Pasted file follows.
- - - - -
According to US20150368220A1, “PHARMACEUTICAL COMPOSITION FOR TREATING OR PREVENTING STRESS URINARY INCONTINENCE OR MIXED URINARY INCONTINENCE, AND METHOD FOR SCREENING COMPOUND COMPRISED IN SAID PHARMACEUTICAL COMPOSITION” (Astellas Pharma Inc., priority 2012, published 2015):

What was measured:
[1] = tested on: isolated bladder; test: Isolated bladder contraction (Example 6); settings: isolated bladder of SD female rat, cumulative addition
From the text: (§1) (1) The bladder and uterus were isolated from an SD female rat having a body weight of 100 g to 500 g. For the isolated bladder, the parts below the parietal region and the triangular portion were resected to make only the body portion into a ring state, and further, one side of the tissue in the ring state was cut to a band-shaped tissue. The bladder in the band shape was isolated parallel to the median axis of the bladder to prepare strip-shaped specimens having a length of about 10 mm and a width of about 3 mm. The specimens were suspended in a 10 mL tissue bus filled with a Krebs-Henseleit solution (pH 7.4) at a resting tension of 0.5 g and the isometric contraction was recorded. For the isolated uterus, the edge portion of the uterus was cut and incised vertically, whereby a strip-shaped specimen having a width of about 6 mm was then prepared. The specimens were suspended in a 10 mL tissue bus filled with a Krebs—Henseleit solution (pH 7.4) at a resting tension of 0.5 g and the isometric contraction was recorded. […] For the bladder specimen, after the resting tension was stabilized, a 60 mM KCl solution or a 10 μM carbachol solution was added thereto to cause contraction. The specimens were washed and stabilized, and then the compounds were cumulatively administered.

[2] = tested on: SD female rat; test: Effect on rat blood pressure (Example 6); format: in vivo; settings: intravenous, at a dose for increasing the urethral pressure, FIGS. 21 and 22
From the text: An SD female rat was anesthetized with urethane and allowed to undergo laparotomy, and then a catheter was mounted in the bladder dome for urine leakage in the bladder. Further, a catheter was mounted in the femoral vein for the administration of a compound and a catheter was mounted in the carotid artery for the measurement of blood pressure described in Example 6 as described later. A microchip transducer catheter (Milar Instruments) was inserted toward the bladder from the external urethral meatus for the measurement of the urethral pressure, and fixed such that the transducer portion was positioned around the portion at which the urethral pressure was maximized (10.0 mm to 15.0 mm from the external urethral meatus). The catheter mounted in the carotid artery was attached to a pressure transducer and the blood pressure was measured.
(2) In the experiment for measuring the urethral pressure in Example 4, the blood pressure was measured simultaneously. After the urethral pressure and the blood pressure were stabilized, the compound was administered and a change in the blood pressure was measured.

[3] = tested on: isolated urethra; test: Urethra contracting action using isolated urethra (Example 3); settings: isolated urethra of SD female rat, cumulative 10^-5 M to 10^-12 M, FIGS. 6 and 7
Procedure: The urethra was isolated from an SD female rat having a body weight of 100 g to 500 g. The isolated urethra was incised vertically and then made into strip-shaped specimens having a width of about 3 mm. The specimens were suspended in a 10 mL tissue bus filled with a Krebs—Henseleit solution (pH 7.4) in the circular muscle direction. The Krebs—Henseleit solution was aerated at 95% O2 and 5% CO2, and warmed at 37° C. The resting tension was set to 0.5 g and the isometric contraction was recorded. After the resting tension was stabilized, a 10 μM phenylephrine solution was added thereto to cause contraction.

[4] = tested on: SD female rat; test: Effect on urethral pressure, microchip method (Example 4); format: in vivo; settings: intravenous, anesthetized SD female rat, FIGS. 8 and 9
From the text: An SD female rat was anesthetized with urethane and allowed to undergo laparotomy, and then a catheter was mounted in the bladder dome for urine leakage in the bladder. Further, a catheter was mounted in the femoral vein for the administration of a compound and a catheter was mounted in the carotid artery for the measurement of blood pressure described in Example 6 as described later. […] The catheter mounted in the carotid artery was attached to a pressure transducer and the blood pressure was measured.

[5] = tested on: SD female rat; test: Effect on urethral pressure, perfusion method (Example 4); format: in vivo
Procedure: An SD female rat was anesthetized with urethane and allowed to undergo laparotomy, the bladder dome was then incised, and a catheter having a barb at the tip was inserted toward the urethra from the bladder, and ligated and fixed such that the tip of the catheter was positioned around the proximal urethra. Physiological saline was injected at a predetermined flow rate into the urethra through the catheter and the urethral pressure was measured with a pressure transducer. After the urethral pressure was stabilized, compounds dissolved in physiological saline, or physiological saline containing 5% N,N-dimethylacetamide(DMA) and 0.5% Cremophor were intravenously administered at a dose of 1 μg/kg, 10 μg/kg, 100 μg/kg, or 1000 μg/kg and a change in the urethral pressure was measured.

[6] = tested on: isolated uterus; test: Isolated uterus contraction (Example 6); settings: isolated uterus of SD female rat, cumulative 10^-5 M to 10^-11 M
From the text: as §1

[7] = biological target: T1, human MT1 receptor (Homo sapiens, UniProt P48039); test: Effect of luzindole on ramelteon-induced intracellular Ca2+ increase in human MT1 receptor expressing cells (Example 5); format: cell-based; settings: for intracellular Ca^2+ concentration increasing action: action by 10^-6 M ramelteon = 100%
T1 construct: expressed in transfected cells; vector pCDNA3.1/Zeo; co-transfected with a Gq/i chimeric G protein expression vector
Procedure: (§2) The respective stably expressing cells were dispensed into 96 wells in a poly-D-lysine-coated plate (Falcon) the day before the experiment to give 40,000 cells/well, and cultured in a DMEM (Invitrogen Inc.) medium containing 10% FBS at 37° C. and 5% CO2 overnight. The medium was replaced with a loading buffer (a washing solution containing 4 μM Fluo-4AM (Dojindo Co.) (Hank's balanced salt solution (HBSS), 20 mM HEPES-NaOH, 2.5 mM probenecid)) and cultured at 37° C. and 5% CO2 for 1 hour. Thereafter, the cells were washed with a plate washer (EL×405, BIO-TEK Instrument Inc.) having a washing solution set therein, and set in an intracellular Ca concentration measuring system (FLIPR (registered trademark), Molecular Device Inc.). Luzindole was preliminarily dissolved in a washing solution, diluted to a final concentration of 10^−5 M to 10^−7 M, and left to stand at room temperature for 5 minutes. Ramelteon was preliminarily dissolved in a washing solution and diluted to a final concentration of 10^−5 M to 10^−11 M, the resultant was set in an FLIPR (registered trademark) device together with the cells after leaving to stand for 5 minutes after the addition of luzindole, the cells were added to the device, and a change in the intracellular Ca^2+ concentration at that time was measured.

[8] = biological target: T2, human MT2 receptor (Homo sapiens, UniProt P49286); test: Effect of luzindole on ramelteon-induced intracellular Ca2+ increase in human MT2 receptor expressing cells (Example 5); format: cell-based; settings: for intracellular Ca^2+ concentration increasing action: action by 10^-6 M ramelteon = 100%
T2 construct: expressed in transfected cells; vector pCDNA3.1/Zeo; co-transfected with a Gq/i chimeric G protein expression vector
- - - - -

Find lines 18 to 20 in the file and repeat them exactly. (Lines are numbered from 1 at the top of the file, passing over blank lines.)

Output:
Procedure: (§2) The respective stably expressing cells were dispensed into 96 wells in a poly-D-lysine-coated plate (Falcon) the day before the experiment to give 40,000 cells/well, and cultured in a DMEM (Invitrogen Inc.) medium containing 10% FBS at 37° C. and 5% CO2 overnight. The medium was replaced with a loading buffer (a washing solution containing 4 μM Fluo-4AM (Dojindo Co.) (Hank's balanced salt solution (HBSS), 20 mM HEPES-NaOH, 2.5 mM probenecid)) and cultured at 37° C. and 5% CO2 for 1 hour. Thereafter, the cells were washed with a plate washer (EL×405, BIO-TEK Instrument Inc.) having a washing solution set therein, and set in an intracellular Ca concentration measuring system (FLIPR (registered trademark), Molecular Device Inc.). Luzindole was preliminarily dissolved in a washing solution, diluted to a final concentration of 10^−5 M to 10^−7 M, and left to stand at room temperature for 5 minutes. Ramelteon was preliminarily dissolved in a washing solution and diluted to a final concentration of 10^−5 M to 10^−11 M, the resultant was set in an FLIPR (registered trademark) device together with the cells after leaving to stand for 5 minutes after the addition of luzindole, the cells were added to the device, and a change in the intracellular Ca^2+ concentration at that time was measured.

[8] = biological target: T2, human MT2 receptor (Homo sapiens, UniProt P49286); test: Effect of luzindole on ramelteon-induced intracellular Ca2+ increase in human MT2 receptor expressing cells (Example 5); format: cell-based; settings: for intracellular Ca^2+ concentration increasing action: action by 10^-6 M ramelteon = 100%
T2 construct: expressed in transfected cells; vector pCDNA3.1/Zeo; co-transfected with a Gq/i chimeric G protein expression vector